The Reconstructionist Rabbinical College (RRC) was founded in 1968 in Philadelphia to carry on the ideals of the founder of Reconstructionist Judaism, Rabbi Mordecai *Kaplan. The decision to open the school was made by the lay-led organization of the movement, the Federation of Reconstructionist Congregations and Havurot (today the Jewish Reconstructionist Federation) meeting in Montreal in June 1967. Kaplan previously had resisted establishing a seminary that would mark Reconstructionism as a denomination rather than a school of thought. He maintained a life-long allegiance to the Jewish Theological Seminary where he taught for decades. However Reconstructionist congregations, insufficiently served by Reform and Conservative rabbis, pushed Rabbi Ira Eisenstein and lay leaders to make this decision.
Eisenstein became the RRC's first president. The college included two unique features. Reflecting Kaplan's vision of living in two civilizations, students were to pursue doctoral studies in religion simultaneously at a secular university. (However this dual-studies program would later be dropped.) Second, the curriculum would be based on Kaplan's concept of Judaism as an evolving Jewish civilization, studying each period sequentially and integrating history and literature from each time period. The five-year rabbinic curriculum devotes a year each to the biblical, rabbinic, medieval, modern, and contemporary periods. Open to both men and women, from the beginning RRC included faculty from diverse Jewish backgrounds.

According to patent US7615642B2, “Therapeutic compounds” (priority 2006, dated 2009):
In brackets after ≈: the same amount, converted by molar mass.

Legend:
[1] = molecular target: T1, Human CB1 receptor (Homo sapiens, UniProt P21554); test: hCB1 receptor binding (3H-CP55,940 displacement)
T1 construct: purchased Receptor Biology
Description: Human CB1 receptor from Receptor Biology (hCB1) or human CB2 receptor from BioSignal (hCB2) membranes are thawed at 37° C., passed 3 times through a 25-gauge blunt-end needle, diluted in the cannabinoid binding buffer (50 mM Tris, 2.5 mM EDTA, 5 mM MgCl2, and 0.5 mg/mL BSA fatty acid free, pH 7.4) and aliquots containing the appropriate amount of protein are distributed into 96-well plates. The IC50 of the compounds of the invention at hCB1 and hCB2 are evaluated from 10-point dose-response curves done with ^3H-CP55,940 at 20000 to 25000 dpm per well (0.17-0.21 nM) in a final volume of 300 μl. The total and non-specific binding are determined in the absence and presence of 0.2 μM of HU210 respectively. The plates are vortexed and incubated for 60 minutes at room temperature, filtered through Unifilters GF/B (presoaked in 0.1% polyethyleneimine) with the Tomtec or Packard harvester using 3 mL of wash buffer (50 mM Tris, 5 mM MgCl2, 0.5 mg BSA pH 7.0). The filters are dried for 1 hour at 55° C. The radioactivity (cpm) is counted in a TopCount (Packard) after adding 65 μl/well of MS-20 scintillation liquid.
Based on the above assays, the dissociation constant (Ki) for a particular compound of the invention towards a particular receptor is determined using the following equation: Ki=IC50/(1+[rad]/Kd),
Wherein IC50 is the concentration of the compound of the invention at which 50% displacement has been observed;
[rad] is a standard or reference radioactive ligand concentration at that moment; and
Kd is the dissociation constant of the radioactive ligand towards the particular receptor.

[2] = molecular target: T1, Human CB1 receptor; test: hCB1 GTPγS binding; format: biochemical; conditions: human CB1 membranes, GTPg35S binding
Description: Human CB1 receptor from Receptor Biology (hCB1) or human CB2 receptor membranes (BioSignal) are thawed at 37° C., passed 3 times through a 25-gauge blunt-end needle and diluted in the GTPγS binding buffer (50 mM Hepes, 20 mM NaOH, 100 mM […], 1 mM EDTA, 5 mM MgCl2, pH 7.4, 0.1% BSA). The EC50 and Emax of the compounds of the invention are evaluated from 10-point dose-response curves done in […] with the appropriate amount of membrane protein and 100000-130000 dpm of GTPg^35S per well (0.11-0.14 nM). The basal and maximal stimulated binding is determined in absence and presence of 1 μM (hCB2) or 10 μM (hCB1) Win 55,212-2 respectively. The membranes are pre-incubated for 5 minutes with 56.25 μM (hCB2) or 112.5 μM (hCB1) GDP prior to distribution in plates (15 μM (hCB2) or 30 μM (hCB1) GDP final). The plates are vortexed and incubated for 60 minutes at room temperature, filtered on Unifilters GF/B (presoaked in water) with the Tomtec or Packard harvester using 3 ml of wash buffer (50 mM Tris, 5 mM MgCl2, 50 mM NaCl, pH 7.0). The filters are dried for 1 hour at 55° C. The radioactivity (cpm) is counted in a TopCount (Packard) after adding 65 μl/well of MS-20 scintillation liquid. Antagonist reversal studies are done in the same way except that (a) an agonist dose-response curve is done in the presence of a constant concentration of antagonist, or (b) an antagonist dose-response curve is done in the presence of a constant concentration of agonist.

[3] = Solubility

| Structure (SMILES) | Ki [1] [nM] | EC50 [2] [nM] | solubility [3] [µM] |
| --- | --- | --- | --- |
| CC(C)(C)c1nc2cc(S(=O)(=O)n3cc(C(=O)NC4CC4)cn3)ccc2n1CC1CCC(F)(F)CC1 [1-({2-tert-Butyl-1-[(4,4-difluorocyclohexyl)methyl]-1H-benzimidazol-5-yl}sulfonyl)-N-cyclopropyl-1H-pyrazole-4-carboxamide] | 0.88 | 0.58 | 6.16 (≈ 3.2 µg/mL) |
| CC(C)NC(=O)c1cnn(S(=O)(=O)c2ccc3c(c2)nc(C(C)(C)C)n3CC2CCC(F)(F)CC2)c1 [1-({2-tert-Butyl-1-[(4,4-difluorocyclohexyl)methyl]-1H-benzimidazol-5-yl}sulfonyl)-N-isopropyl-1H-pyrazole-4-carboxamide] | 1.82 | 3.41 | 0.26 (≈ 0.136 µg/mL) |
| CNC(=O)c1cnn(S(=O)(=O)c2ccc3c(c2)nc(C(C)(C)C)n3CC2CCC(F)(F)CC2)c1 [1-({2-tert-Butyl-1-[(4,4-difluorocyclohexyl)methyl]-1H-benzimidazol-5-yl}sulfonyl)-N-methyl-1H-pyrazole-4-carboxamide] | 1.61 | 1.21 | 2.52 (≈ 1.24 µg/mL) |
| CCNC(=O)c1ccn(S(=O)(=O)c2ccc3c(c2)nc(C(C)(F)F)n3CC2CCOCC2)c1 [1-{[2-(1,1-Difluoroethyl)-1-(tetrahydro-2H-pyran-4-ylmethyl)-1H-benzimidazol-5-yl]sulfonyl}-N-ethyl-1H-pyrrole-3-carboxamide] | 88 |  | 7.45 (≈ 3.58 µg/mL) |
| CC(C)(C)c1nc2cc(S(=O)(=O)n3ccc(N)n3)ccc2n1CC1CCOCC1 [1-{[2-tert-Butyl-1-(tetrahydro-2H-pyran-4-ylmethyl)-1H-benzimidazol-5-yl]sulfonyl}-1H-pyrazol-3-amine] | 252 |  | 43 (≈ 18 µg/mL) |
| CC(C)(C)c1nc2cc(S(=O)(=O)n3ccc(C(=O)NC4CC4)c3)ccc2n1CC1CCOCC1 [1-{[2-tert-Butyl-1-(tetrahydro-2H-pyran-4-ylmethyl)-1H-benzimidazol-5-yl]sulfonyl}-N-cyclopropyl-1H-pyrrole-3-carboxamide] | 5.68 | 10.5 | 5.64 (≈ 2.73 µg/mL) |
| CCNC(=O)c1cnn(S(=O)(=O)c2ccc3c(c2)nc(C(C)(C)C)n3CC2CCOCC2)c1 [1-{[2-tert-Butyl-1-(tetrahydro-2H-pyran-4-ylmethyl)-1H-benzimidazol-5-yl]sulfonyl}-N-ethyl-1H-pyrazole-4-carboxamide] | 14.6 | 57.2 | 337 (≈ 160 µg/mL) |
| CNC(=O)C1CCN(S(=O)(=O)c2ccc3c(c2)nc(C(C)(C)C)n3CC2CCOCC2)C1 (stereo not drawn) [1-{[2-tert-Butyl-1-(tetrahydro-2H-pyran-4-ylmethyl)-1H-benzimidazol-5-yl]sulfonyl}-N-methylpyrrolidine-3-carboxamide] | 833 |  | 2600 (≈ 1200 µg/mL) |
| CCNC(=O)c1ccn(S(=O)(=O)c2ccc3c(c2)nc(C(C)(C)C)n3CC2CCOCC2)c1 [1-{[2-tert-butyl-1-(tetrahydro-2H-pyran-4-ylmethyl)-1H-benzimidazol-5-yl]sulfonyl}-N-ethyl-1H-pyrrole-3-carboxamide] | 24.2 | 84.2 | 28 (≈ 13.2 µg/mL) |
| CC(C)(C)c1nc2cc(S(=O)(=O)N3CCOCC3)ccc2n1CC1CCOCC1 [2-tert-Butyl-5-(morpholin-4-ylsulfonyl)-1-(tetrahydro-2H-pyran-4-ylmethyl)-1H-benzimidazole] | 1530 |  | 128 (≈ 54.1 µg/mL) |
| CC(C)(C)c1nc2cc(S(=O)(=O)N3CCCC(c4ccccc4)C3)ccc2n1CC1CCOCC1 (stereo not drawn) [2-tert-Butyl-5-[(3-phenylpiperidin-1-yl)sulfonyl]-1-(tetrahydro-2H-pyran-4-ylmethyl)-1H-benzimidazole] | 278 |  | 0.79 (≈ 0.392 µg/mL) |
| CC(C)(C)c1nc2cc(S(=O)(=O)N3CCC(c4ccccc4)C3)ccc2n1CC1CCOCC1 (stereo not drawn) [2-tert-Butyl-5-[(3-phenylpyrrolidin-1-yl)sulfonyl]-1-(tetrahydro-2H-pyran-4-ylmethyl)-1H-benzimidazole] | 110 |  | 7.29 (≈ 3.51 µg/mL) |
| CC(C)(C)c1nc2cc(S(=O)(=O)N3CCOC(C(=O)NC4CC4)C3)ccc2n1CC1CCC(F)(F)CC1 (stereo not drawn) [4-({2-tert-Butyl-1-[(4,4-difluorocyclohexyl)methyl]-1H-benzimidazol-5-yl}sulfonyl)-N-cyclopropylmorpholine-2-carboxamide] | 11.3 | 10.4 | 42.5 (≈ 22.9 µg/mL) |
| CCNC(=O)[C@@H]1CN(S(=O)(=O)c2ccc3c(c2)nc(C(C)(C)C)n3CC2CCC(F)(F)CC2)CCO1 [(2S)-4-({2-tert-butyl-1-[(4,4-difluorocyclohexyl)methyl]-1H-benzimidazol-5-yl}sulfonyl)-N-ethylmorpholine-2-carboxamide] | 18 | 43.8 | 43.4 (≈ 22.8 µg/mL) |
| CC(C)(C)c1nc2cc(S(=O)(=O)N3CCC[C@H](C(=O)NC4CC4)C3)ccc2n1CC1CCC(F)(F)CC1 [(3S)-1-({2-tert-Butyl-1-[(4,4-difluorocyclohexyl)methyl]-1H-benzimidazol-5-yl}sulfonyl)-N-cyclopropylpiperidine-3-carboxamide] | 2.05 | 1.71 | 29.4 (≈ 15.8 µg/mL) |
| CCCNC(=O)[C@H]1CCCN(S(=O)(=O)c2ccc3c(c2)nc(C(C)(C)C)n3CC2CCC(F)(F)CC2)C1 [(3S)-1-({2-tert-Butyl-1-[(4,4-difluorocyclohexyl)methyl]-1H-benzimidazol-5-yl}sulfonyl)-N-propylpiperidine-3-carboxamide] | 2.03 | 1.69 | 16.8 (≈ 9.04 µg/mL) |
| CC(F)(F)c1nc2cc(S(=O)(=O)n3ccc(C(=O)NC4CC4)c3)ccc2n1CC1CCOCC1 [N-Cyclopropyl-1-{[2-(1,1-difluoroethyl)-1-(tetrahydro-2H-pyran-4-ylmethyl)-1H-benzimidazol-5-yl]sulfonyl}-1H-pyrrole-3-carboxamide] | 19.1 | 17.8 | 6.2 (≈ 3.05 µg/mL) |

The college opened in September 1968 in Philadelphia near Temple University, as the college was to collaborate with the Temple religion department and provide access to other graduate programs. Given the existence of only a handful of Reconstructionist congregations, for many students their first exposure to the movement in practice came as students. In 1974, the second graduating class included Sandy Eisenberg Sasso, the second woman rabbi in the United States.
In 1984 the college moved from its inner-city location to its current home in a former mansion in suburban Wyncote. Around that time, the college leadership wanted to enrich the curriculum and increase the Hebrew level of students. The number of RRC courses increased, including courses by visiting non-Jewish scholars. In 1983 RRC became the first rabbinical seminary to officially admit openly gay students. A mekhinah (preparatory) year for some students was also added. The college continued to expand in the late 1980s as faculty and student enrollment significantly increased, and the Israel study program expanded. The college received full academic accreditation in 1990.
In the 1990s and early 2000s the college strengthened its financial base and expanded its programs, publications, and facilities. Cantorial studies and a masters program in Jewish studies were added. Three academic centers were established to support research, publications, and education in the wider community: Jewish ethics; Kolot, a center on Jewish women's and gender studies; and Hiddur, a center on aging.
By 2005, RRC had graduated 283 rabbis and two cantors. Of these, 153 were male and 132 were female. Enrollment in 2005 was 76 rabbinical students, two cantorial students, and two masters' candidates. RRC publishes the Reconstructionist journal (1935– ).
M. Kaplan, "Why a Reconstructionist Rabbinical College?" in: Reconstructionist, 35:14 (Jan. 2, 1970); R. Alpert, "The Making of American Rabbis: Reconstructionist Rabbis," in: EJ Yearbook 1983–85; D. Teutsch, "Rabbis for the 21st Century," in: Sh'ma (January 2003).
Sources: Encyclopaedia Judaica. © 2008 The Gale Group. All Rights Reserved.